“the old-timers were involved in importing and distributing drugs. There was simply too much money at stake for them t keep their hands clean. But they did take a dismal view of drugs and people who used drugs … they mad sure to keep narcotics out of their neighborhoods, and certainly they did not use drugs themselves. There was a certain orderliness to the mob drug trade. Today, that caution is out the fucking window. The new wiseguys are far more interested in the money they can make off drugs than they are in keeping it out of their neighborhood or even their own bodies. Lots of wiseguys become addicts and get careless and sloppy. … These are guys who basically have no respect for the old ways of doing things, for the traditions and custom that had kept the Mafia in business for a century. Instead, they believe in instant gratification, making as much money as they can, plying their drug in previously nice neighborhoods and basically acting like common crooks. …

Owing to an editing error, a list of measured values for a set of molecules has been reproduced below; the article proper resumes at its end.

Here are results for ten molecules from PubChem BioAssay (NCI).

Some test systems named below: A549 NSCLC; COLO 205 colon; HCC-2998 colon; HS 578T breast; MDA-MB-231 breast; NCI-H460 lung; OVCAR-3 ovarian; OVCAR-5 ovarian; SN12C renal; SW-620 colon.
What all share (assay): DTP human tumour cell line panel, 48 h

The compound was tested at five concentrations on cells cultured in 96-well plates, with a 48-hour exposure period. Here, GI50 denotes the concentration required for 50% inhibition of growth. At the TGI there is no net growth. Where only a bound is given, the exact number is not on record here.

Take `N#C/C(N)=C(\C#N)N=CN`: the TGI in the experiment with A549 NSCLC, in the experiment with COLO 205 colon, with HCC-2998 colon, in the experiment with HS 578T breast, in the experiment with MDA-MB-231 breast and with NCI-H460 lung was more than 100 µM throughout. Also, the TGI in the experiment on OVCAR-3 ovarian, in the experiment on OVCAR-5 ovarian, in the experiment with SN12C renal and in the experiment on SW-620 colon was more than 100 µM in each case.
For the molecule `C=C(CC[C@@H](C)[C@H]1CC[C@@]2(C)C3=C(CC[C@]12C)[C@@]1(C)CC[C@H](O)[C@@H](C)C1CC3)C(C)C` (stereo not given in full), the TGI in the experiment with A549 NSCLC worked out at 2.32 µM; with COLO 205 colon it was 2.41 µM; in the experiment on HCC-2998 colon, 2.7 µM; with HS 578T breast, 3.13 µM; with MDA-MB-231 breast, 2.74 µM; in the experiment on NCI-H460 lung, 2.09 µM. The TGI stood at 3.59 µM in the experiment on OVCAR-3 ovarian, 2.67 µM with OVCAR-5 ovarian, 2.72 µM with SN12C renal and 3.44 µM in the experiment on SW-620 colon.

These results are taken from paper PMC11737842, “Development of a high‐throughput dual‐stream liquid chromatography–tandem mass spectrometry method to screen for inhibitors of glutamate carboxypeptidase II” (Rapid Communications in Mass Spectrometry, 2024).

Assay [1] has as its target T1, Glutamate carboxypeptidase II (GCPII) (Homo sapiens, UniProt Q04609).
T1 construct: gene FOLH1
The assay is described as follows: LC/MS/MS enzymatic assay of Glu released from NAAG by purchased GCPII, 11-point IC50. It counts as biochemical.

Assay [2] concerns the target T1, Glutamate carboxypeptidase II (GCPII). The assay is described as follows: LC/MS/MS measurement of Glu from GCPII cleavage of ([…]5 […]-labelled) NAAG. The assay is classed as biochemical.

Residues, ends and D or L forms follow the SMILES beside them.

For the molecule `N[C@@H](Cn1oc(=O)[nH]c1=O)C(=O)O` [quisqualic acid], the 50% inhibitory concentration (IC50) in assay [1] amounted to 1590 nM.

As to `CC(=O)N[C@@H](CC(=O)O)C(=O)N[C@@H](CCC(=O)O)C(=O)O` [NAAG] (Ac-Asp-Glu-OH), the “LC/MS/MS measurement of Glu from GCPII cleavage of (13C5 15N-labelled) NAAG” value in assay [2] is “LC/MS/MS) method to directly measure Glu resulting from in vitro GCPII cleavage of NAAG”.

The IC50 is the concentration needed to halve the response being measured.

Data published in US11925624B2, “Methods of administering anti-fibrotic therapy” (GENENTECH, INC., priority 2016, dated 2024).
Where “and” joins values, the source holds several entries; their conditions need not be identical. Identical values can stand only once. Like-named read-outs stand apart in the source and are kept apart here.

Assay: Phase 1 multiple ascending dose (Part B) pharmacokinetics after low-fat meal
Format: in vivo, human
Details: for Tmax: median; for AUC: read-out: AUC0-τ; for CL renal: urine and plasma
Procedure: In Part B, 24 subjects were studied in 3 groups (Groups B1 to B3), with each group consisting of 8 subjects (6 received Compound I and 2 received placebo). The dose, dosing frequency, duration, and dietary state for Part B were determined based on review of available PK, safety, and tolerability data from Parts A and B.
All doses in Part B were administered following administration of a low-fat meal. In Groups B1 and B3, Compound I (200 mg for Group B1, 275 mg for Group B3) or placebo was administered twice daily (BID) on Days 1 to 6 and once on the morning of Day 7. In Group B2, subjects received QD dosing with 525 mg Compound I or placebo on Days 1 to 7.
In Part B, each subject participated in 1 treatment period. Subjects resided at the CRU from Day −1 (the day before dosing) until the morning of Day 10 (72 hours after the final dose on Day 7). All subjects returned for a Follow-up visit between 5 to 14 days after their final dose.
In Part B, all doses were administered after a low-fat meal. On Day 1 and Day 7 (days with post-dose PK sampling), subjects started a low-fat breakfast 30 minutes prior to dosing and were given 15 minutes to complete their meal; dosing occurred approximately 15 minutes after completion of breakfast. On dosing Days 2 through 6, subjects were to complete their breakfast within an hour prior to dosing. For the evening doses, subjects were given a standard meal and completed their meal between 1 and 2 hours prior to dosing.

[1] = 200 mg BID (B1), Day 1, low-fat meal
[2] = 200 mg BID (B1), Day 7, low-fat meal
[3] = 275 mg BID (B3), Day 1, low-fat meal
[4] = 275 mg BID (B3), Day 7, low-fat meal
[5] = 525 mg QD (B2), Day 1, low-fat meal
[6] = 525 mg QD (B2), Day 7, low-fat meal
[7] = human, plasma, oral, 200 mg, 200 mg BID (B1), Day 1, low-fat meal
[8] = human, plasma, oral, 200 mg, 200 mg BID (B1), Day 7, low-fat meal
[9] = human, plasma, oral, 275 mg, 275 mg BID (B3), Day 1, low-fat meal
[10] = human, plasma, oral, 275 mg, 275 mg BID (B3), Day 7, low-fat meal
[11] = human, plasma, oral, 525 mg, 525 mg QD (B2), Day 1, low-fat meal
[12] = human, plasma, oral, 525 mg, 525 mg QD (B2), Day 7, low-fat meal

You have more wiseguys turning stool pigeon in the last ten or twenty year than in all the previous decades of the Mafia’s history. … Old wiseguys would get pinched, bite the bullet, button their lips, and do their time. Today, the fist thing a wiseguy does is sing.
You know, it almost sounds like the guy who devoted years of his life to taking down the Mafia is complaining that this new generation of mobsters isn’t keeping up the Mafia’s code to criminal success…
What we’re talking about here is a new breed of wiseguy who is neither as smart nor as forward-thinking as his predecessors. …
The Mafia has more or less lost its stranglehold on the unions. … a lot of it is because new wiseguys do not have the smarts and wherewithal to cultivate the union people like the old wiseguys did.
Wikipedia has an interesting passage within the etymology section on Mafia: